I also think that can't be as true as it feels, because I also finally finished reading K.B. Spangler's Stoneskin (which was wonderful, and I'm really excited for the [as-yet-unwritten, AFAIK] trilogy it's a prequel to), and scruloose and I finally saw the first two episodes of Star Trek: Disco last night.
OTOH, I read most of what I had left of Stoneskin yesterday morning while doing the aforementioned waiting for an appointment, most of which was my own fault. Last month's appointment used up the last of the injectable B12, so I got a new prescription from Dr. Awesome and dropped it off at the pharmacy to be put on file, but then I forgot about it until I was on my way out the door to yesterday's appointment. Fortunately the pharmacy is right next door to Dr. Awesome's office, and I called in to get the new B12 as I started walking, and they got it ready as fast as they could, but it still meant I was late to my appointment (although at least I was able to pop in and say "I'm here! Sort of...").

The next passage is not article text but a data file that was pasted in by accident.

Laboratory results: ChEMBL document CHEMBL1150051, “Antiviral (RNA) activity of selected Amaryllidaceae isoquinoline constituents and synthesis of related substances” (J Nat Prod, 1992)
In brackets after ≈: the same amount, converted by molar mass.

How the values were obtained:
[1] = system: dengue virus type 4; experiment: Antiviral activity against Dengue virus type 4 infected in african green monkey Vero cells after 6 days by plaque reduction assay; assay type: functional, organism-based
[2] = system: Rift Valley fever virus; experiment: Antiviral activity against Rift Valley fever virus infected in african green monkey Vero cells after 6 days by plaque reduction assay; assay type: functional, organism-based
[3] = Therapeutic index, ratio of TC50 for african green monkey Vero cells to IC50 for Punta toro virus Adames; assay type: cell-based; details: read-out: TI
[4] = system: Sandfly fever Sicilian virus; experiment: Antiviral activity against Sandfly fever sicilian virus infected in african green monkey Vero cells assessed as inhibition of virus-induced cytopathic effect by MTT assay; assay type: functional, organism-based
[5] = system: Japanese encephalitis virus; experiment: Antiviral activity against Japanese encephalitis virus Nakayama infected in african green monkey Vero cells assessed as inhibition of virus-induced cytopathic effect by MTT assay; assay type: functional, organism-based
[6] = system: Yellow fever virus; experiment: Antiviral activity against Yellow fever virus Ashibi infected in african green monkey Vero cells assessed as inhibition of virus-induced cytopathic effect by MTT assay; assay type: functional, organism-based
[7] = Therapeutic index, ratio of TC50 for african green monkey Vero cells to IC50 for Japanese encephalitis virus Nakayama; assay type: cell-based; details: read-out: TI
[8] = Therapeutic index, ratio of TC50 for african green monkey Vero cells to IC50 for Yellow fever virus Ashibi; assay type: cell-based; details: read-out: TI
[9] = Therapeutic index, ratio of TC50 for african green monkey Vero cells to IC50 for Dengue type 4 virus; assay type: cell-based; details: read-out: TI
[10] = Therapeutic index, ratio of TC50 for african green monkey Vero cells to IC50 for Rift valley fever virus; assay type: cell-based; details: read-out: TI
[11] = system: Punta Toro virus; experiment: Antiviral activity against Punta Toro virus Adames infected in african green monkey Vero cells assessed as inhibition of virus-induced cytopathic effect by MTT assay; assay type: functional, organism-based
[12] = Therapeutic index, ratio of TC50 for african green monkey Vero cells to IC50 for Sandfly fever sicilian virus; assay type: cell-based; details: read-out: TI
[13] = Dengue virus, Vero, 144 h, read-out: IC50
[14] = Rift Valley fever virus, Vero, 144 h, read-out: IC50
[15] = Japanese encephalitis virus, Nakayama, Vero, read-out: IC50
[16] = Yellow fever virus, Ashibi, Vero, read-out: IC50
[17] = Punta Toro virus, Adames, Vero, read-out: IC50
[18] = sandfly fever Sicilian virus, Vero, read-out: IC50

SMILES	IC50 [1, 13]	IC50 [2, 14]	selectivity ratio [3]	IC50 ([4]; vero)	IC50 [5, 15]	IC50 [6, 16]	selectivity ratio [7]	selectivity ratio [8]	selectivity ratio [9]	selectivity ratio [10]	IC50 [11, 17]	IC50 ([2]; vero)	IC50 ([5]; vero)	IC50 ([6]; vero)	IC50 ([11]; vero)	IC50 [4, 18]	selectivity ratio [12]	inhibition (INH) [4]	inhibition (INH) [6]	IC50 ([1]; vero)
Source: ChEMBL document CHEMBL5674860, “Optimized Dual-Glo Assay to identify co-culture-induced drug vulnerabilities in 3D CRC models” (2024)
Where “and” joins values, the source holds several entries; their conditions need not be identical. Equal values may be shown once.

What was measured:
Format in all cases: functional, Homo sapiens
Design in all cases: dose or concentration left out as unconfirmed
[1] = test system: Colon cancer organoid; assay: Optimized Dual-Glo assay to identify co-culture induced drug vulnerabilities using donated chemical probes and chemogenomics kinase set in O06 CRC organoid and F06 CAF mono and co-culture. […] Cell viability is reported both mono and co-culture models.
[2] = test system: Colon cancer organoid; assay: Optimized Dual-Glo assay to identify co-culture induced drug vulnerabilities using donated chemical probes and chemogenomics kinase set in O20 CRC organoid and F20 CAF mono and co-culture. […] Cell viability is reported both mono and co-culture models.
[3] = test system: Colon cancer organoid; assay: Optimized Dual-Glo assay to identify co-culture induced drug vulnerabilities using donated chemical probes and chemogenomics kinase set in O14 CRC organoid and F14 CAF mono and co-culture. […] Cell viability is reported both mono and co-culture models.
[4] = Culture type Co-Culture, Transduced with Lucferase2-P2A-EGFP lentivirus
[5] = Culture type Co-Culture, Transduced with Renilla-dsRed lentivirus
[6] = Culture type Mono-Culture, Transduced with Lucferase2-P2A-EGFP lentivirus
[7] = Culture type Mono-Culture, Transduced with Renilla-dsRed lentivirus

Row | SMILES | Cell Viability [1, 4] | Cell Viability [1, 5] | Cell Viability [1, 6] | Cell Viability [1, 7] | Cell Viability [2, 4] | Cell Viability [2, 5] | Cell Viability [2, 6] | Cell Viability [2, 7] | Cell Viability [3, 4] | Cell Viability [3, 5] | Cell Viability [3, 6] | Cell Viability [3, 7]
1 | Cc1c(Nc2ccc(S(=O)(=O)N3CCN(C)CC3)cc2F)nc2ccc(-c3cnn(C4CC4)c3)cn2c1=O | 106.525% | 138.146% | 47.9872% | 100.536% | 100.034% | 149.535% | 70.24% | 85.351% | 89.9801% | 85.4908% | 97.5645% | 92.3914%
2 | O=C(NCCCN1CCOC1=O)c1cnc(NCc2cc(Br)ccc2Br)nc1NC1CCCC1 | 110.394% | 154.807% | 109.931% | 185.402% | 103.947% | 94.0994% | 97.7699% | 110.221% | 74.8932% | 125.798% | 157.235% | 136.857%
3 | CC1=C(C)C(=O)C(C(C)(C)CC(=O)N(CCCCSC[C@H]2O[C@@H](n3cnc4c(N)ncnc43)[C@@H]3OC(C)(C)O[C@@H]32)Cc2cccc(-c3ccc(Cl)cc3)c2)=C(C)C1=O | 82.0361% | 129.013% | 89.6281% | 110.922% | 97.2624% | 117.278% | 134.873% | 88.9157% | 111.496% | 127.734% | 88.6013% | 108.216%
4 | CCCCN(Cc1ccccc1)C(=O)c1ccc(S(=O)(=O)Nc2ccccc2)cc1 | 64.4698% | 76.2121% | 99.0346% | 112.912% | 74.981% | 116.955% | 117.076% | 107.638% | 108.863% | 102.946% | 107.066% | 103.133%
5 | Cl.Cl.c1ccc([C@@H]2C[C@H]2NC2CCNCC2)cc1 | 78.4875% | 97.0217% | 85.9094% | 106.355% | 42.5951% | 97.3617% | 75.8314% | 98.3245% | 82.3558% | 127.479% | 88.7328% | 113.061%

--I've got a small heap of ST:D reaction posts from all of you tucked away in Memories and was finally able to start sifting through the early ones late last night. I doubt I'm going to do much (if any) commenting on weeks-old posts, but reading them is fun. ^_^
--I'm blanking on another detail about Yuletide logistics. I feel like in previous year's there's been a page (on AO3?) showing all the names of who requested what fandoms (but I think not connected at all to people's optional Dear Yulegoat letters?). Is that right? Am I simply missing it?